The International Congress of Linguists (ICL) takes place every five years, under the governance of the International Permanent Committee of Linguists (CIPL). The 19th congress took place in Geneva (21-27 July 2013), and was organized by the Société Suisse de Linguistique (SSL) with the help of the University of Geneva.

We were happy and honored to welcome scholars from all the world (85 nationalities) and more than 700 communications were presented.

You will find on this website (with free access till 2025) the full programm of the Congress, including the abstracts of the communications, the full text of certain communications and the references of published papers, when these were communicated by their authors.


The title of the Congress was :

The Language-Cognition Interface

We would like to thank once again and for the last time the participants, authors, organizers for this Congress which was a memorable scientific and human experience. Our warmest gratitude also goes to the sponsors and institutions who helped and supported us - without them nothing would have been possible.

To celebrate the nineteenth edition of the International Congress of Linguists, The Permanent International Committee (CIPL) has published, in collaboration with Brill, the anniversary volume Eight Decades of General Linguistics: The History of the CIPL and its role in the History of Linguistics (Ferenc Kiefer & Piet van Sterkerburg eds., november 2012).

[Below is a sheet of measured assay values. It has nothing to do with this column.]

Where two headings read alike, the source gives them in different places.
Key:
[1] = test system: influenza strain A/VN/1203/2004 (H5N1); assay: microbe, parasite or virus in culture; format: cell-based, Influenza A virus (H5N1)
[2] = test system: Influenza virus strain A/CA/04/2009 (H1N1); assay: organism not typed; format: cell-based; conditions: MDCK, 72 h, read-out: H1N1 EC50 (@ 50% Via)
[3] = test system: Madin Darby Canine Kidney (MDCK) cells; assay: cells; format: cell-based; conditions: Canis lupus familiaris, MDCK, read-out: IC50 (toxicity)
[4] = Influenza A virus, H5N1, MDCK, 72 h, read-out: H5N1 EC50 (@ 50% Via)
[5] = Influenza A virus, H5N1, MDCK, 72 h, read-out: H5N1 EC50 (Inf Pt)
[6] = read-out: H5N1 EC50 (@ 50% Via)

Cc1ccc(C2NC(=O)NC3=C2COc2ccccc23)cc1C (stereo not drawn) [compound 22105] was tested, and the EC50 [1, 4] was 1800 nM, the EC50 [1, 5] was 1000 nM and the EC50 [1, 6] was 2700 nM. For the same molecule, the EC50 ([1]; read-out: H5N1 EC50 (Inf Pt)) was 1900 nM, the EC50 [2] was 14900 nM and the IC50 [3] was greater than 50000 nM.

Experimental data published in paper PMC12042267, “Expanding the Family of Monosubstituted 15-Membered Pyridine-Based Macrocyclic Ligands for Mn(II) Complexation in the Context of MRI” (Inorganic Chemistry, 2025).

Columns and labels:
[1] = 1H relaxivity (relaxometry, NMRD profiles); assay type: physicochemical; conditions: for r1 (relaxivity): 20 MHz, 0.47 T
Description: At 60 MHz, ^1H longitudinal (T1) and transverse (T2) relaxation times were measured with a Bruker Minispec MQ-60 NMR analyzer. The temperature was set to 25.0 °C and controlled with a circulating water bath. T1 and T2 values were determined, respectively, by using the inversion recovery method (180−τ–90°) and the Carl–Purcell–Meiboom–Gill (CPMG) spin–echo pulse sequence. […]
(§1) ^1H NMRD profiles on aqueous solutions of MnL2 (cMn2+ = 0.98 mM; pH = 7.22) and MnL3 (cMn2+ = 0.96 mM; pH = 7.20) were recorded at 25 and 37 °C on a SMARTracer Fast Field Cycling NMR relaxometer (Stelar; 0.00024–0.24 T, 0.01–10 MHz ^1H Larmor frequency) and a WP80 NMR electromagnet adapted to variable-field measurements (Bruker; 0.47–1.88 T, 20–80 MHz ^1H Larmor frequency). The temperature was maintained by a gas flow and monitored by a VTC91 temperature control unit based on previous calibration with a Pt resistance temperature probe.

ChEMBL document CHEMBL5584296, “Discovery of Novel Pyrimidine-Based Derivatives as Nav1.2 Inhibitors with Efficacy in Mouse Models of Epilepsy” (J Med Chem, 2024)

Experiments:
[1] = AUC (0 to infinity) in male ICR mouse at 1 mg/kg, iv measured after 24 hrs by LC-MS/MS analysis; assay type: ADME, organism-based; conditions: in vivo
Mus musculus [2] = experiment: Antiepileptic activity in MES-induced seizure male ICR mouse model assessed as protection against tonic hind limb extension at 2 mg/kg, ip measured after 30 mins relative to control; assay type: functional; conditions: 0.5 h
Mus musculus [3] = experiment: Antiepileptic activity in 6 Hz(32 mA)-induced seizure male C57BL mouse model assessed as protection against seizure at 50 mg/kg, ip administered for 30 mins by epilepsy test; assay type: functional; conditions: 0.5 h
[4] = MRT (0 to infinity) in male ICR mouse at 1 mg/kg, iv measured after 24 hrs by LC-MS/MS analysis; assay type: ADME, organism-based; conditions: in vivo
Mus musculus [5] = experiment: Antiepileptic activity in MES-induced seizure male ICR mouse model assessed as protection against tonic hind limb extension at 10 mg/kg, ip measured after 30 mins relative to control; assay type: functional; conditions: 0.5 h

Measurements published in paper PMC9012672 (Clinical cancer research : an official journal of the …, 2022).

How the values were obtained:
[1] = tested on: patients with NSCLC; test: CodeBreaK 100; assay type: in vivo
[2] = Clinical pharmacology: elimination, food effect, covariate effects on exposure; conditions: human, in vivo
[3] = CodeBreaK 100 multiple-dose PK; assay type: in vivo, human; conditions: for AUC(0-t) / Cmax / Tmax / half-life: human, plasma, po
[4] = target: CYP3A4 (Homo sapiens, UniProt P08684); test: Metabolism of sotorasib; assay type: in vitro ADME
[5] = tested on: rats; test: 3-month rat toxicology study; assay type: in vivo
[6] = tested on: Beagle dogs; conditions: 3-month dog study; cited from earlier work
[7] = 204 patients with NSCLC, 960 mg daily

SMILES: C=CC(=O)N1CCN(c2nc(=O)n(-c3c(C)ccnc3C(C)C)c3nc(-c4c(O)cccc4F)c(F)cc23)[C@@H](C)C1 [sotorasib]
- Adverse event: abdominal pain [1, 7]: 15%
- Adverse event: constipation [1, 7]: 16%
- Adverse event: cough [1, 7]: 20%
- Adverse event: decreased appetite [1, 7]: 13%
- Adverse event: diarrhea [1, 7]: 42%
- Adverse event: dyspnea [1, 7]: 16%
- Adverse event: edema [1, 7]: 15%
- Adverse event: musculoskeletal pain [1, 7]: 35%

This collection presents the key lectures delivered at the previous eighteen conferences organized by the Permanent International Committee of Linguists and also a history of the Committee itself. The contributions of outstanding scholars such as Otto Jesperson, Louis Hjelmslev, André Martinet, Uriel Weinreich, Noam Chomsky and many other linguists cannot be over-estimated.

The majority of the papers address a radically new topic, each of which became one of the central issues in subsequent linguistic research. In addition to their empirical findings and/or the theoretical innovations presented in their papers, each contribution is still interesting and pivotal to the development of contemporary linguistics.